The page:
Borno State Governor Babagana Umara Zulum has said the surrender of Boko Haram fighters had put the state in what he called two extremely difficult situations.
The governor spoke at the weekend in Bama and Gwoza, where he also addressed military officers and community leaders.
He said the situation required diverse stakeholders, including representatives of attacked communities, to work together and review the merits and the demerits of the surrender to enable them agree on a framework for a permanent solution.
Zulum travelled to Gwoza and Bama local government areas for humanitarian and developmental activities before addressing military commanders at the Brigades in Gwoza and Bama, as well as community leaders at the palaces of the Emir of Gwoza and Shehu of Bama. The governor delivered the same message in both towns.
“We (in Borno) are in a very difficult situation over the ongoing surrender by insurgents. We have to critically look between two extreme conditions and decide our future.
“We have to choose between an endless war or to cautiously accept the surrendered terrorists, which is really painful and difficult for anyone that has lost loved ones, difficult for all of us and even for the military, whose colleagues have died, and for volunteers.
“No one would find it easy to accept killers of his or her parents, children and other loved ones.
“In the last 12 years, we have been in this war, and we have lost thousands of fellow citizens. We don’t know the whereabouts of thousands of others: we don’t know whether they are alive or dead.
“In these 12 years, millions have been made homeless and many wealthy farmers, transporters and others have been rendered poor. In these years, we were able to cultivate maybe around 3 per cent of the arable land. As a result, our people became dependent on food aid amid donor fatigue and potential food insecurity.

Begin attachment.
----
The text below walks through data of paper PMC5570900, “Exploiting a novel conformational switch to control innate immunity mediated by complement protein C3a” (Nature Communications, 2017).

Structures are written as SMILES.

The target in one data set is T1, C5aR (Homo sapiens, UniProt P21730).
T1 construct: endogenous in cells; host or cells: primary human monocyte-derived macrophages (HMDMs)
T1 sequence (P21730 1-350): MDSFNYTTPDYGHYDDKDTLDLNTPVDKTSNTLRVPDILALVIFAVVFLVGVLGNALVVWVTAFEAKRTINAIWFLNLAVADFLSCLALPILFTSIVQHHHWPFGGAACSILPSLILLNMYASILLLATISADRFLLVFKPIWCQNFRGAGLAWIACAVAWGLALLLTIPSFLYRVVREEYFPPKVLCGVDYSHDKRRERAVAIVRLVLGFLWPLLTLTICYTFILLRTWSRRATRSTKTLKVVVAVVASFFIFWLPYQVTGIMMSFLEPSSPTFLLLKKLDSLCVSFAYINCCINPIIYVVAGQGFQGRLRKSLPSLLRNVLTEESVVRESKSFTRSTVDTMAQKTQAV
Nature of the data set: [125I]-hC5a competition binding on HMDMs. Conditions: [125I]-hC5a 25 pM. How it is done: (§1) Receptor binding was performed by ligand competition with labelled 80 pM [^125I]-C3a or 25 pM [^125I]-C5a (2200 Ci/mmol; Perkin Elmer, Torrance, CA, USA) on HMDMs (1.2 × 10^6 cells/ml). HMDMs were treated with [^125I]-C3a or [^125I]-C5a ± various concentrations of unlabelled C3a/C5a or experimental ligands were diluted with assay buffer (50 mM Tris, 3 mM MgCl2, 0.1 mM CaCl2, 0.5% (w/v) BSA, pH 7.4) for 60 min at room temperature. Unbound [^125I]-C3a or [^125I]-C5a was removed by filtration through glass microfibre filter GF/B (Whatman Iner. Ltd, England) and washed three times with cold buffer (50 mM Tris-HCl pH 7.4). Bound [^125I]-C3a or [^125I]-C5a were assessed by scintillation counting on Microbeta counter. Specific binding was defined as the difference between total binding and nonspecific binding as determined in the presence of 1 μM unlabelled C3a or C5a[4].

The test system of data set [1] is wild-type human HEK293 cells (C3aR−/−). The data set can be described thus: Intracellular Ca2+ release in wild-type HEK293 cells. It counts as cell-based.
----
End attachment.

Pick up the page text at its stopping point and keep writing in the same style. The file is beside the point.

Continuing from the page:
“In fact, the repercussions of the Boko Haram crisis are enormous. As someone who has been involved with assessment of the impacts and rebuilding efforts in the last seven years, I am in position to know the endless negative impact the Boko Haram has made in Borno,” Zulum said.
The governor said accepting Boko Haram has the risk of seriously offending the feelings of victims with the potential of generating civil rebellion.
He noted that there is also the risk that if Boko Haram fighters willing to surrender are rejected, they could join the Islamic State in West Africa Province (ISWAP) to swell the ranks of fighters in the bush and the path of peace becomes narrowed.
“While travelling to Gwoza and Bama, I saw many people cultivating their farmlands by the roadside. This is an indication of emerging peace, which we have to sustain in order to salvage our people. However, like I said, we must come together to carefully analyse the two extremes and come up with a workable framework,” Zulum said.
The governor promised to engage in high-level consultations with President Muhammadu Buhari, the Service Chiefs, resident security heads, traditional rulers, elders and religious leaders, national and state lawmakers, academics and other stakeholders, particularly victims of the crimes perpetrated by the insurgents, for them to critically review the situation and come up with a framework on how to ensure lasting peace.
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